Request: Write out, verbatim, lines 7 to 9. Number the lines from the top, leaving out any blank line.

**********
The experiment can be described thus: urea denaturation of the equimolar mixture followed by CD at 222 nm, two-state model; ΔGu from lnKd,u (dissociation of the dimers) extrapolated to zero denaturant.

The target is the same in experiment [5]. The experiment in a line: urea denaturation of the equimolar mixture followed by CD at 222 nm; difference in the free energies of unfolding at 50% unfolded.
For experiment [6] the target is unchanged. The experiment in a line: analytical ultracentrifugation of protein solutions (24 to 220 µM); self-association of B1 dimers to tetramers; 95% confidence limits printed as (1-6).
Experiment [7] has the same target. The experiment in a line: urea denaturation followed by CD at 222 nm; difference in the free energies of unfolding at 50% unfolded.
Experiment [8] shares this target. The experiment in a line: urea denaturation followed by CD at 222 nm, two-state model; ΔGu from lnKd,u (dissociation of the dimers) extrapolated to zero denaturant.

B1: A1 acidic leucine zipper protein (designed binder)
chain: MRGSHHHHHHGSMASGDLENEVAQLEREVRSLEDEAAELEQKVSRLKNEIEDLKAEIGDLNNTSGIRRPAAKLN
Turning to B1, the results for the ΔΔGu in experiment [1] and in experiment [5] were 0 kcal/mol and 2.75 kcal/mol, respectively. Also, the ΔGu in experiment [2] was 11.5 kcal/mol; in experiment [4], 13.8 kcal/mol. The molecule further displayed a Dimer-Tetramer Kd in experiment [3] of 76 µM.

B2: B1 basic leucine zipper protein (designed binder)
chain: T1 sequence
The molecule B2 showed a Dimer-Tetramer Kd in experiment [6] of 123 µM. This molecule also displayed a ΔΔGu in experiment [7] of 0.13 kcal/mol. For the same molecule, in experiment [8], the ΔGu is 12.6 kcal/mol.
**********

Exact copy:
chain: MRGSHHHHHHGSMASGDLENEVAQLEREVRSLEDEAAELEQKVSRLKNEIEDLKAEIGDLNNTSGIRRPAAKLN
Turning to B1, the results for the ΔΔGu in experiment [1] and in experiment [5] were 0 kcal/mol and 2.75 kcal/mol, respectively. Also, the ΔGu in experiment [2] was 11.5 kcal/mol; in experiment [4], 13.8 kcal/mol. The molecule further displayed a Dimer-Tetramer Kd in experiment [3] of 76 µM.

B2: B1 basic leucine zipper protein (designed binder)